The Report goes on to say that women begin to leave the pipeline during their time at university. Although women enroll in graduate education at a higher rate than men, and have done so for the past 30 years, they receive bachelor’s, master’s, and doctoral degrees at a lower rate than men.
And here are some of the reasons why….
According to an article entitled “Why Women Quit Science” (on line title: “She Wanted to Do Her Research. He Wanted to Talk ‘Feelings.’”) written by A. Hope Jahren and published by the New York Times (March 4, 2016), “Women reported both isolation and intimidation as barriers blocking their scholarly path; and while 23 percent of freshmen reported not having experienced these barriers, only three percent of seniors did, suggesting that this reaction to women in science education is a lesson learned by female students over time.” Jahren goes on to say, “In a survey of 191 female fellowship recipients, 12 percent indicated that they had been sexually harassed as a student or early professional.”
Harassment, devaluation, and exclusion are powerful disincentives, especially when they are experienced regularly over time. The message women often receive as students and, if they survive their “educational” experience, on the job is not that they aren’t capable, but that regardless of their abilities, they are never going to be let in to the club.
There Is Reason for Hope
Tech companies that dominated the field early on, such as HP and IBM, were actually fairly diverse—IBM named its first female vice president in 1943. But today’s tech giants seem to have taken a step backward. Only about 30 percent of the employees at Facebook and Apple in 2014 were women, and the numbers for other tech giants are no better. The good news is that these and other tech companies are beginning to make their workplaces more diverse. For example, as a result of a concerted effort on the part of Apple, half of all recent hires at that company (2016–17) came from minority groups.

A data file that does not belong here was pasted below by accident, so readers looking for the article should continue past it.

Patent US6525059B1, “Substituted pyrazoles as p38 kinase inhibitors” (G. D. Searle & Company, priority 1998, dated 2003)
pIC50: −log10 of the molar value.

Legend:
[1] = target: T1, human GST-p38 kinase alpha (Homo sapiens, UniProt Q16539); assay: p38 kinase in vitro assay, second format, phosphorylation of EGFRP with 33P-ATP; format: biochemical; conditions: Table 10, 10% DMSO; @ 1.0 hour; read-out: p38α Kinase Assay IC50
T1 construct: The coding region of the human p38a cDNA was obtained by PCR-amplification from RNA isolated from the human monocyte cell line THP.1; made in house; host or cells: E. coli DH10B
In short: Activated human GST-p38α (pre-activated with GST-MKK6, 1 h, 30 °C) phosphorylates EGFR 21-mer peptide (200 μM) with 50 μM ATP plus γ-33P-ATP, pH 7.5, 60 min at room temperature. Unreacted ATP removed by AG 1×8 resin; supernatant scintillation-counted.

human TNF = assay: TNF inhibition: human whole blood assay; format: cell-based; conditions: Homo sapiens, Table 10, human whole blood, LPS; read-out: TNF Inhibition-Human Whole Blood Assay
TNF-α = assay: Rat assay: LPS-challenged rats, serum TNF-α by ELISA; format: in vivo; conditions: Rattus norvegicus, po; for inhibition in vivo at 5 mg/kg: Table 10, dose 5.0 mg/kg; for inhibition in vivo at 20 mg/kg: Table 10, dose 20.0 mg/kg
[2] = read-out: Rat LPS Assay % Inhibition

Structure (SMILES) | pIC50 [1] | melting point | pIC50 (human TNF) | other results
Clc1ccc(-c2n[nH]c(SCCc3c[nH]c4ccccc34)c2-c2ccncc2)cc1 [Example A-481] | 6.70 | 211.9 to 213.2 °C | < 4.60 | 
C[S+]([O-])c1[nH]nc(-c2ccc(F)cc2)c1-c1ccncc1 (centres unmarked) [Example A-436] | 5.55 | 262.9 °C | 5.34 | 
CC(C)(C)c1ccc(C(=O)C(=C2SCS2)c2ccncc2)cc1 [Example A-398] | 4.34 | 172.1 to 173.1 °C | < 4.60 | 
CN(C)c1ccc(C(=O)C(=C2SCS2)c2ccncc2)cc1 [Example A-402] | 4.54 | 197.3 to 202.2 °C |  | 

For the past five years, Google has published the Google Diversity Annual Report in an effort to better understand issues related to diversity, inclusion, and equity that exist inside the company, to gather and publish demographic and other relevant data, and to measure progress, which according to this year’s Report is accelerating. The Report is also part of Google’s commitment to greater transparency, responsibility, and improvement—the idea being that what you measure, and make public, gets changed.
Even universities are taking baby steps toward bringing women into introductory computer science courses—and presumably, into a major in computer science— by describing the courses in language more appealing to women. And it seems to be working: when UC-Berkeley changed the title of its introductory computer science for non-majors to “The Beauty and the Joy of Computing,” female enrollees outnumbered male ones for the first time ever. These changes won’t address the problems women face once they are in class, which were discussed earlier in this article, but it’s a start.